Minute corn salad and swine cress flowers just a millimetre across, and larger but still small purple flowers of Crane and Storks bills so named from their beak-like seed pods. I still, after thirty years exclaim at the common sights of golden buttercups and dandelion and the deep purples and blues of ground ivy and speedwells sprawling or appearing to hover in the grass.
I sit for a moment on a concrete slab and squinancy wort and mouse ear look out from crevices. My excitement when I see long horned poppies and bucks horn plantain growing on pebble and rubble. And then quite unannounced an area of unimproved grass boasting purple wild thyme, bright yellow catsear, autumn hawkbit (with its striking red streaks beneath its petals), and a mat of silvery fur produced by mouse ear hawkweed. The larger knapweeds, hawksbeards and ox tongue begin to flower and the promises of rest harrow and native peas.
Left to right knapweed- yellow horned poppy- mouse-ear
As I walk to the local shop I stop to admire the beauty of a dandelion peeping out from the pavement. The ray florets spreading out around a golden centre capturing the sun and inviting winged delights to pollinate them. Other native asters (members of the daisy family Asteraceae the largest plant family in the UK) also peeping out of cracks in the pavement include the common sow-thistle and the daisy already mentioned above whilst groundsels droop under the weight of yellow buds and little white stars shine up from the green foliage of chickweed.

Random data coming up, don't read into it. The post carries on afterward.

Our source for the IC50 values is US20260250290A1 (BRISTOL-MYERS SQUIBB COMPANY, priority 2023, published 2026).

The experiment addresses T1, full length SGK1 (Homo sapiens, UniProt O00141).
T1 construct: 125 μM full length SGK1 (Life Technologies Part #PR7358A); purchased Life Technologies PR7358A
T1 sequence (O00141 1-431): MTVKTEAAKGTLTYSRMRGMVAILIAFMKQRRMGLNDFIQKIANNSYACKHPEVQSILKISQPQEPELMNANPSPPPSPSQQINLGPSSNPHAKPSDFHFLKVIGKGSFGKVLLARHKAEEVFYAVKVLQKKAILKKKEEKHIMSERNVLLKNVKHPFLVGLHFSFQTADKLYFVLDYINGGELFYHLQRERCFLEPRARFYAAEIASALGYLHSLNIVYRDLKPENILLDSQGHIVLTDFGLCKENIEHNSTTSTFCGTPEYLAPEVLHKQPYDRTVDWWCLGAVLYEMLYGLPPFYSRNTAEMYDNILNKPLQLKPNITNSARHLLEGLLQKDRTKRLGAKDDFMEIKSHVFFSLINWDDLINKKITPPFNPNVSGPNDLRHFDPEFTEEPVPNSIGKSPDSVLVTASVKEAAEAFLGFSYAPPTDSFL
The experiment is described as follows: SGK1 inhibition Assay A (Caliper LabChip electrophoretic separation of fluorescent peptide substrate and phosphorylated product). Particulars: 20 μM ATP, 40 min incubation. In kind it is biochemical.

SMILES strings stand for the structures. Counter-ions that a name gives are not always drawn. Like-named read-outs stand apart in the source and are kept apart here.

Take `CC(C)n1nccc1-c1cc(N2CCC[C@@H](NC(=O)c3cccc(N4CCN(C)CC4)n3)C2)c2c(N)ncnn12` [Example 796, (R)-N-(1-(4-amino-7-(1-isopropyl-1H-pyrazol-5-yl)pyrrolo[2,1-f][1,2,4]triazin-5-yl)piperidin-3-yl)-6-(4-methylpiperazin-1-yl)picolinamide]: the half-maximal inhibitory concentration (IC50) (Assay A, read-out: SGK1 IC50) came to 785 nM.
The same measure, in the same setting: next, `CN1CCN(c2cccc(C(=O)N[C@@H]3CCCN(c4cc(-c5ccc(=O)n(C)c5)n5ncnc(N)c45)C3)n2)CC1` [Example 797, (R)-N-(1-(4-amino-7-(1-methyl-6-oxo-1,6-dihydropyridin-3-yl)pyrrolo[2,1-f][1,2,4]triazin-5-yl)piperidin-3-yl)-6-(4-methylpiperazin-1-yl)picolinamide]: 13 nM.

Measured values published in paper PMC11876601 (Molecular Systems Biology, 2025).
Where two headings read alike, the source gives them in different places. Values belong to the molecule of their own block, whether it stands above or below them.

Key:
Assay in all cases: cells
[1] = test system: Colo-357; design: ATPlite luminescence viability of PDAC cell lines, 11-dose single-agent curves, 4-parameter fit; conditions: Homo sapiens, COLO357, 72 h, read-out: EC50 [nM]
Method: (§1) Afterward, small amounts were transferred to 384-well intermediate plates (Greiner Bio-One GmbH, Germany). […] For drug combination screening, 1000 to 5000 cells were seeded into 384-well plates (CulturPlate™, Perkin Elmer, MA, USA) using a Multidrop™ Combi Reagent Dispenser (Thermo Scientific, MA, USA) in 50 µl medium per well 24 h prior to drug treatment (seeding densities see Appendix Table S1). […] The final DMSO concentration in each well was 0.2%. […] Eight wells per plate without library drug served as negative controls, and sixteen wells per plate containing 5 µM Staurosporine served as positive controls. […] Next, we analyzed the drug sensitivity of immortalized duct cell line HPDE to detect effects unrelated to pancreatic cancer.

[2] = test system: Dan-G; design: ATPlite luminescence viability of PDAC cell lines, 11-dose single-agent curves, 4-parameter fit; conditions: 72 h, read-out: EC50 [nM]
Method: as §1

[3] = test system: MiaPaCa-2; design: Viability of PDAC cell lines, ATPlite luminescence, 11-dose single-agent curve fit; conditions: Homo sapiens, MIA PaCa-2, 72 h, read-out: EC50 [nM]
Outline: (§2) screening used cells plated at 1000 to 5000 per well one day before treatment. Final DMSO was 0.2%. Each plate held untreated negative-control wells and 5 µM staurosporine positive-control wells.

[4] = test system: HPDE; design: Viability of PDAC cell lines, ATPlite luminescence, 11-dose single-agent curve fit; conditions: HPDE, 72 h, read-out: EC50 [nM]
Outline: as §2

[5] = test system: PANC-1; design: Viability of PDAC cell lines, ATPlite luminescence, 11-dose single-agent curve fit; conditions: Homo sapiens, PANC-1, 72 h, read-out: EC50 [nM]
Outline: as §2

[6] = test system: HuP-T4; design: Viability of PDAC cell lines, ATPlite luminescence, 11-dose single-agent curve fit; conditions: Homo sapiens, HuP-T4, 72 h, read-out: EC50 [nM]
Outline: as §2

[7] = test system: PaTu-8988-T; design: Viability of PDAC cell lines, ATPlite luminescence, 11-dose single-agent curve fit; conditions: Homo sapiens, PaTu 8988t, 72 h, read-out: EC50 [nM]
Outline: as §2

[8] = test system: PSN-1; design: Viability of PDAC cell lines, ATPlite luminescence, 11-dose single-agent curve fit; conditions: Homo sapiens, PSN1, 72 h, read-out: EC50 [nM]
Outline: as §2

Bittercresses and shepherds purse grow through the tinniest of spaces with hedge mustard and eastern rocket beside them. Germander speedwell finishes the pavement design with sky blue flowers on small patches of soil exposed to plant street trees.
Luscious abundant foliage of the green alkanet, red valerian and jack by the hedge paint the pavement green and in the grass verges clovers, yarrows, nettle, and dock create a green oasis under blossoming cherries and plums.
On the way back a single yellow flower of wood sorrel delighted my keen eye, common mouse ear stood proud and the red dead nettle lifted my spirits. I marvelled at so many common species decorating my urban neighbourhood from dainty and spiky to upright and sprawling to tiny and majestic to dull and shiny. As already quoted above:
'my eyes never closed on the plant glory I had seen.'
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Poetry of flowers
Join me to explore the flora of the British Isles on this blog. My intention is to attempt to capture the unique quality and beauty of each species of flower, tree or shrub. For every species featured I will be growing many more wildflowers to celebrate the joy of their existence, their intrinsic conservation value and bewildering array of uses. For nearly 30 years I have noted, studied and explored wildflowers in the field much to the patience of the walker beside me. To share this passion is a heartfelt plea to respect, preserve and care for all British Wildflowers no matter how common they seem.